There are several advantages to using a system vendor. One is the vendor's ability to buy in volume and carve its margins mainly out of the volume discount it gets from parts suppliers. This is especially important for big-ticket items like the motherboard and disks. Another is expert assembly. A third is the pre-shipment burn-in. And then, of course, there's the warranty—a very reassuring thing to have in case your brand-new machine succumbs in spite of that burn-in.

Once you've designed your configuration, you should get quotes from two or three different system vendors. Any vendor who can't generate quotes for a custom configuration, or resists giving a quote without a buy commitment, is not worth your time—find another.

Questions To Ask Your Vendor

The weakest guarantee you should settle for should include:

  • 72-hour burn-in to avoid sudden death Also, try to find out if they do a power-cycling test and how many repeats they do; this stresses the hardware much more than steady burn-in.

  • 30-day money-back guarantee. Watch out for fine print that weakens this with a re-stocking fee or limits it with exclusions.

  • 1 year parts and labor guarantee (some vendors give 2 years).

  • 1 year of 800 number tech support (many vendors give lifetime support).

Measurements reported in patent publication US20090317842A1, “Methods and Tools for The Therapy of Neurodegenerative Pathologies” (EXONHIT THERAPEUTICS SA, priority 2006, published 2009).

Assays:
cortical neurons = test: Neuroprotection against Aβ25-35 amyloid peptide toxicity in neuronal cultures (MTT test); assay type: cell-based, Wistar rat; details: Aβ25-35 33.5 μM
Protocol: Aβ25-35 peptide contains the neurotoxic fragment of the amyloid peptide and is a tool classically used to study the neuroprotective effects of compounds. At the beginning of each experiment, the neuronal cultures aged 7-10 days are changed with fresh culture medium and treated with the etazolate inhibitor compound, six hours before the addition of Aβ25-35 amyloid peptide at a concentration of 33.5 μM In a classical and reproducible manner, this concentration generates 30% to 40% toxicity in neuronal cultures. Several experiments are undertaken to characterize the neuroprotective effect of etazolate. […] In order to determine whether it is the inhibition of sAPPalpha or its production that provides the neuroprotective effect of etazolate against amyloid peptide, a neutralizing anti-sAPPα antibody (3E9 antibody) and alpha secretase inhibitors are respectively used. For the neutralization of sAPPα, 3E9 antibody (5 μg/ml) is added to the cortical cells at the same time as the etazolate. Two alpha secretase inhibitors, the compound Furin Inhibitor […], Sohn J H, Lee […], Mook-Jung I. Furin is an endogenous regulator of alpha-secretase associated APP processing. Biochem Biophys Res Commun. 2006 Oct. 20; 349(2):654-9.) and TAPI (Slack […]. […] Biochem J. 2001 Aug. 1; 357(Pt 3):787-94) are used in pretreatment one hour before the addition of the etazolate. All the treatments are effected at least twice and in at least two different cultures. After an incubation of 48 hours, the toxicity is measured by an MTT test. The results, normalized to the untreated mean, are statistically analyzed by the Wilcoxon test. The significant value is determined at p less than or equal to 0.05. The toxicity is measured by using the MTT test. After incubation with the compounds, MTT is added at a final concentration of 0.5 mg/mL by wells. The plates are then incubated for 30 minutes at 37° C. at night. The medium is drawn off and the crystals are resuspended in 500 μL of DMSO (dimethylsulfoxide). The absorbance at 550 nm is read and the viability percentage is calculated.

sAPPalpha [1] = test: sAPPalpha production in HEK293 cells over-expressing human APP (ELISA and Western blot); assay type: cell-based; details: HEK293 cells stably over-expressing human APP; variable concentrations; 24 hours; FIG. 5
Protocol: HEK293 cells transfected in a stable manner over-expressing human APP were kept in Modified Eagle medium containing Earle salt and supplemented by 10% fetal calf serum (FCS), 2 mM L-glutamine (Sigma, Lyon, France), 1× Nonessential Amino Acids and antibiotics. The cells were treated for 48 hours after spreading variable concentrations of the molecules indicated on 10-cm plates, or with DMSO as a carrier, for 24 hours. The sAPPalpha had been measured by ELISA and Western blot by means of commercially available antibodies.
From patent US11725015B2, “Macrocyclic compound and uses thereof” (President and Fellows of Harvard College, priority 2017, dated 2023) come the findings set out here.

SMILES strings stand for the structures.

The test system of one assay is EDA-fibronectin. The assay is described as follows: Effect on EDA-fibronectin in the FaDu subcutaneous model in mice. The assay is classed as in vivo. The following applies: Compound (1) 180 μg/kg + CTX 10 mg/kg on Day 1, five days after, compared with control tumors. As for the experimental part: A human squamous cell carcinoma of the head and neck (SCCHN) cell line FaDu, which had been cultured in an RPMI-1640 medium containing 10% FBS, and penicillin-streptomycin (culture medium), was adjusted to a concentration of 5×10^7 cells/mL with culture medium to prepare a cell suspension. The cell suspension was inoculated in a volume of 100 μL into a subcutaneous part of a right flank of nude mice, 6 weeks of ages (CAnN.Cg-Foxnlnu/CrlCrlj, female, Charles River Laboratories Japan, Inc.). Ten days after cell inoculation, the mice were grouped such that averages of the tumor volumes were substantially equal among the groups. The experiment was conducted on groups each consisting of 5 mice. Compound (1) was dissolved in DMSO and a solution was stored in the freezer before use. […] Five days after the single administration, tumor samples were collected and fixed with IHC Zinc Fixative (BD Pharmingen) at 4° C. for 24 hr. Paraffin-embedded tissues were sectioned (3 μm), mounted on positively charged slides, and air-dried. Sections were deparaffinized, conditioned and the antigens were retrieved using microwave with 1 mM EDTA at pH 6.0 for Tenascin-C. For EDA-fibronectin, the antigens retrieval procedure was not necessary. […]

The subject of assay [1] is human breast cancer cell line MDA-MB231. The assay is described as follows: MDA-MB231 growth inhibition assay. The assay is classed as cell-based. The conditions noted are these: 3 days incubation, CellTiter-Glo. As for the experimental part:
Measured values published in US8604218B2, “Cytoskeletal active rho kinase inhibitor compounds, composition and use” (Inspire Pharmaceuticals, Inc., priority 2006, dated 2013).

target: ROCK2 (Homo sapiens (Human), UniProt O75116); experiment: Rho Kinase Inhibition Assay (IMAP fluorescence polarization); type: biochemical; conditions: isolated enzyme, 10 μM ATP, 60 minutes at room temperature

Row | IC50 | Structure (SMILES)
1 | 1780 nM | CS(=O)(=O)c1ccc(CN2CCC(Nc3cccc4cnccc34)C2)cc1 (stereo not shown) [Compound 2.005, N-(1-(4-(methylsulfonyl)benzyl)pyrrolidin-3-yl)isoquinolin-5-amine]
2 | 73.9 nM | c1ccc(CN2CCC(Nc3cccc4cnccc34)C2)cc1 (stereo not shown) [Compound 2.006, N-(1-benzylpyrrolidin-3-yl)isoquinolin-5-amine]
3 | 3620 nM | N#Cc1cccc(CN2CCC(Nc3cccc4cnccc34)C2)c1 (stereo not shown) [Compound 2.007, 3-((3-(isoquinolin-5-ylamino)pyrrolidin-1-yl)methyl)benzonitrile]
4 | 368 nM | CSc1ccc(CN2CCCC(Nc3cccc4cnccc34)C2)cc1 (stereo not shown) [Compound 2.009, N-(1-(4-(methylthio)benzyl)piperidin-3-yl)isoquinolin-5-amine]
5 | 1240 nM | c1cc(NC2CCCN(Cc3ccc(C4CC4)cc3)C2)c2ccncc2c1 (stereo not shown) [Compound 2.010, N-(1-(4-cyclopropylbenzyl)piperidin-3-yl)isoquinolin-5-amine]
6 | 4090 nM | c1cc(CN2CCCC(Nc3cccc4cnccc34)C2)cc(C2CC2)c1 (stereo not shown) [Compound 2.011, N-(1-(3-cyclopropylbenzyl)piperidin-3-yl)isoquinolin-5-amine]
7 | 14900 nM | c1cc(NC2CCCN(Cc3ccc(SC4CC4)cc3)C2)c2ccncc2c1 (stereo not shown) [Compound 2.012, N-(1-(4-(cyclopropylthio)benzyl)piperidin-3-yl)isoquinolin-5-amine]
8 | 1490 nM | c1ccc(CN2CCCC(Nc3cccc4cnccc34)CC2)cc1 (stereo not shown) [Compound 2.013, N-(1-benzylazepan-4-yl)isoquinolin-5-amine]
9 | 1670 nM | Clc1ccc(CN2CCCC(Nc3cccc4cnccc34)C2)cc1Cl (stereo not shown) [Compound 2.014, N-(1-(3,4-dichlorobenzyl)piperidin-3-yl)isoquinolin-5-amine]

Additionally, many vendors offer a year of on-site service free. You should find out who they contract the service to. Also, be sure the free service coverage area includes your site; some unscrupulous vendors weasel their way out with “some locations pay extra,” which translates roughly as “through the nose if you're further away than our parking lot.”

If you're buying from a dealership or superstore, find out what they'll guarantee beyond the above. If the answer is “nothing”, go somewhere else.

Ask your potential suppliers what kind and volume of documentation they supply with your hardware. You should get, at minimum, operations manuals for the motherboard and each card or peripheral. Skimpiness in this area is a valuable clue that they may be using no-name parts from Upper Baluchistan, which is not necessarily a red flag in itself, but should prompt you to ask more questions.

There are various cost-cutting tactics a vendor can use which bring down the system's overall quality. Here are some good questions to ask:

  • Is the memory zero-wait-state? One or more wait states allows the vendor to use slower and cheaper memory, but will slow down your actual memory subsystem throughput. This is a particularly important question for the cache memory.

  • If you're buying a factory-configured system, does it have FCC certification? While it's not necessarily the case that a non-certified system is going to spew a lot of radio-frequency interference, certification is legally required—and becoming more important as clock frequencies climb. Lack of that FCC sticker may indicate a fly-by-night vendor, or at least one in danger of being raided and shut down.

  • Are the internal cable connectors keyed, so they can't be put in upside down? This doesn't matter if you'll never, ever ever need to upgrade or service your system. Otherwise, it's pretty important. Vendors who fluff this detail may be quietly cutting other corners.